Suspensions would stop showoffs

Posted: Tuesday, December 16, 2003

Joe ''Blow My Own'' Horn took touchdown celebrations to the cellular level, proving once again that talent is no measure of taste.

Horn's tacky little stunt of hiding a cell phone in the goal post padding to call home after the second of his four TD catches in New Orleans' rout of the New York Giants on Sunday undoubtedly will cost him a fine from the NFL.

Not that he cares.

His ego and his bank account are bigger than any fine.

''It might cost me $10,000 or $15,000, but it was worth it,'' Horn said.

Sure it was worth it. Horn bought more publicity good or bad, he doesn't much care in those few seconds with his nationally televised call than most players get all season. Maybe he'll even get a cell phone endorsement out of it.

''This game is all about excitement,'' Horn said. ''I thought I'd probably get fined for it. I think it's ridiculous, but we should give the fans what they want, what they pay their hard-earned money for, and that's excitement.

''Would I take it back? No, no. I knew exactly what I was doing.''

Horn argued that he wasn't taunting the Giants though the officials hit the Saints with a 15-yard penalty for unsportsmanlike conduct on the ensuing kickoff. He said he wasn't trying to start a fight and didn't throw the ball in the stands to precipitate a scramble.

''I had told my kids to be at home, watching the game, and I told my momma, 'Mom, if I score the second one, I'm going to get my cell phone out,'' Horn said.

Horn could just as well have called his mom from the sideline, but he loves showing off for the crowds and drawing attention to himself.

After scoring against Atlanta on Oct. 19, Horn pretended to machine-gun two teammates, who dropped to the ground in the end zone. That drew a tongue-lashing from coach Jim Haslett, just as Sunday's gag did.

At least Horn wasn't quite as crass as San Francisco's Terrell Owens, who pulled a pen from his sock after scoring a TD against Seattle last year, signed the ball and handed it to his financial consultant seated nearby.

''I was dancing. I was celebrating,'' Horn said.

Old standards of sportsmanship have been dying for a long time. Ages ago it was considered cool for a player scoring a touchdown to flip the ball nonchalantly to the ground and run, head down, off the field. Then came ball spins and other tricks, dancing, prancing and in-your-face taunting. The sublime, indeed, had turned ridiculous.

After the Owens incident, NFL commissioner Paul Tagliabue sent a memo around the league clarifying that if a player has objects that are not part of the uniform on the field or sideline he will be given an unsportsmanlike conduct penalty. Everyone knew it also would mean a fine, something Owens escaped because no one had anticipated a player being quite so boorish.

At least Owens was somewhat original. Horn's lack of judgment was matched by his lack of imagination. Now if he had called somewhere unusual the White House, perhaps, to let the president congratulate him that would have been amusing and an even bigger ego feed.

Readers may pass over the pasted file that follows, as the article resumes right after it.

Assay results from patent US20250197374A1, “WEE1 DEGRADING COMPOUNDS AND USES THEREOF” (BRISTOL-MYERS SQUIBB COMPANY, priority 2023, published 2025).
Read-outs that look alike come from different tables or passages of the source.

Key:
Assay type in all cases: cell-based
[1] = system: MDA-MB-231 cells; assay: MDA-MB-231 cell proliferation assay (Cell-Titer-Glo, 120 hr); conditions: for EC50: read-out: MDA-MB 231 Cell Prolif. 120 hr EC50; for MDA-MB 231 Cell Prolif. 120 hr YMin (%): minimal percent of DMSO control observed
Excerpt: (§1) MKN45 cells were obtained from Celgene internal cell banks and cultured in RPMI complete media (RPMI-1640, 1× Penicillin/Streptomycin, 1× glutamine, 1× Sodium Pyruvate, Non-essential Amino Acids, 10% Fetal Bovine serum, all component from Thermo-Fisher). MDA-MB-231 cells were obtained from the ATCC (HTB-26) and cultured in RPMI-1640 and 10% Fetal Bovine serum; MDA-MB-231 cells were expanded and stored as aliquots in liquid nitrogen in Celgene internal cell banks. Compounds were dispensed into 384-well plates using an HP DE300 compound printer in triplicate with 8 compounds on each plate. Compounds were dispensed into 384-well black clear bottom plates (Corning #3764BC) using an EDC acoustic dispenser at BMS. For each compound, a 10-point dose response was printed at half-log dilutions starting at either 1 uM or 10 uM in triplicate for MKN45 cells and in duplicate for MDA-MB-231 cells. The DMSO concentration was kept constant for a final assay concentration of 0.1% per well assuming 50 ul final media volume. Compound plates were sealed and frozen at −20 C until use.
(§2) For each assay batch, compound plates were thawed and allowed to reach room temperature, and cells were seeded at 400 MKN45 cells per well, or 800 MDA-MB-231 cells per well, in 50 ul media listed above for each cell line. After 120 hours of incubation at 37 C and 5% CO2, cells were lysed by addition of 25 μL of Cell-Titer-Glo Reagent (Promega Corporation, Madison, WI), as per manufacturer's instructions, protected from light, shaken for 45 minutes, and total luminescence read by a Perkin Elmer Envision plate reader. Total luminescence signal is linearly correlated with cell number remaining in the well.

Haslett wasn't happy, especially about the kickoff penalty when the Saints led only 17-7 in the second quarter, but said he's not about to discipline his star receiver.

''The league will do that,'' Haslett said. ''The thing that bothered me more than anything is he put himself before the football team. To me that's selfish. He's selfish. He shouldn't do that.''

Now the matter is in the hands of the NFL's chief of game operations, who is studying the tape and the officials' report and considering what level of fine is appropriate.

Horn may be in the ballpark in expecting a fine of up to $15,000, and if that doesn't bother him, why should it bother any other similarly narcissistic player with a fat bankroll? And why should it bother any fan or anyone else?

Surely it was only a harmless prank in a 45-7 laugher, not worth getting all lathered up about. Except that if Horn gets away with a small slap to his wallet, the message to other players is that it's OK to pull a similar caper. Players will be competing to see who can act like the biggest jerk.

Fans have a stake in it because this kind of stuff doesn't enhance games, it diminishes them. When sportsmanship goes, the sport is cheapened.

The way to end the nonsense is to skip a fine and suspend Horn for a game.

How big a grin do you think Horn would be flashing if he were sidelined next Sunday against Jacksonville with the 7-7 Saints' playoff hopes on the line?

Sitting a star like Horn, or any starter, would affect the whole team and the outcome of the game.

Maybe a suspension is too stiff a penalty for a rather innocent joke. But there's no more certain way to get everyone's attention and make sure the last laugh is on Horn.

Steve Wilstein is a national sports columnist for The Associated Press. Write to him at swilstein@ap.org



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